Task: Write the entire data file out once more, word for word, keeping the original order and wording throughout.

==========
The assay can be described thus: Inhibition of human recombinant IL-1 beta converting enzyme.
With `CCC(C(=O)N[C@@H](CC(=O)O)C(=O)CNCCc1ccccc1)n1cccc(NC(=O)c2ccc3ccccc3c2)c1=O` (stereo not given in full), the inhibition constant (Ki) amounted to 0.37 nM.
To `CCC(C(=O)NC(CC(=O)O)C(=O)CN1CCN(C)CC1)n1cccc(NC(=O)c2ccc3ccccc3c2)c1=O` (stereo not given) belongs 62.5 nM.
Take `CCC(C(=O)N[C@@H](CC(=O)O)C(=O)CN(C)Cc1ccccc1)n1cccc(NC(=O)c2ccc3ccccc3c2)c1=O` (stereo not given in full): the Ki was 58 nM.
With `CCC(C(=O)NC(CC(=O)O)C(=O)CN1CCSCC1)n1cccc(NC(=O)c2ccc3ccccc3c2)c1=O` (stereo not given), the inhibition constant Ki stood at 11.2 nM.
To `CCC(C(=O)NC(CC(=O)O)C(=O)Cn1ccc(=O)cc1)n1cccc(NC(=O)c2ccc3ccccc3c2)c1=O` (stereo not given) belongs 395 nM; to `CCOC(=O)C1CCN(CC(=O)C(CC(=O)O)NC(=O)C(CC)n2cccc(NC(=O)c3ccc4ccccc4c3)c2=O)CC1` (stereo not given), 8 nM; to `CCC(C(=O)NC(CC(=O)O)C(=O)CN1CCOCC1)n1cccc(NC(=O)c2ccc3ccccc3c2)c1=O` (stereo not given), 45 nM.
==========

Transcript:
The assay can be described thus: Inhibition of human recombinant IL-1 beta converting enzyme.
With `CCC(C(=O)N[C@@H](CC(=O)O)C(=O)CNCCc1ccccc1)n1cccc(NC(=O)c2ccc3ccccc3c2)c1=O` (stereo not given in full), the inhibition constant (Ki) amounted to 0.37 nM.
To `CCC(C(=O)NC(CC(=O)O)C(=O)CN1CCN(C)CC1)n1cccc(NC(=O)c2ccc3ccccc3c2)c1=O` (stereo not given) belongs 62.5 nM.
Take `CCC(C(=O)N[C@@H](CC(=O)O)C(=O)CN(C)Cc1ccccc1)n1cccc(NC(=O)c2ccc3ccccc3c2)c1=O` (stereo not given in full): the Ki was 58 nM.
With `CCC(C(=O)NC(CC(=O)O)C(=O)CN1CCSCC1)n1cccc(NC(=O)c2ccc3ccccc3c2)c1=O` (stereo not given), the inhibition constant Ki stood at 11.2 nM.
To `CCC(C(=O)NC(CC(=O)O)C(=O)Cn1ccc(=O)cc1)n1cccc(NC(=O)c2ccc3ccccc3c2)c1=O` (stereo not given) belongs 395 nM; to `CCOC(=O)C1CCN(CC(=O)C(CC(=O)O)NC(=O)C(CC)n2cccc(NC(=O)c3ccc4ccccc4c3)c2=O)CC1` (stereo not given), 8 nM; to `CCC(C(=O)NC(CC(=O)O)C(=O)CN1CCOCC1)n1cccc(NC(=O)c2ccc3ccccc3c2)c1=O` (stereo not given), 45 nM.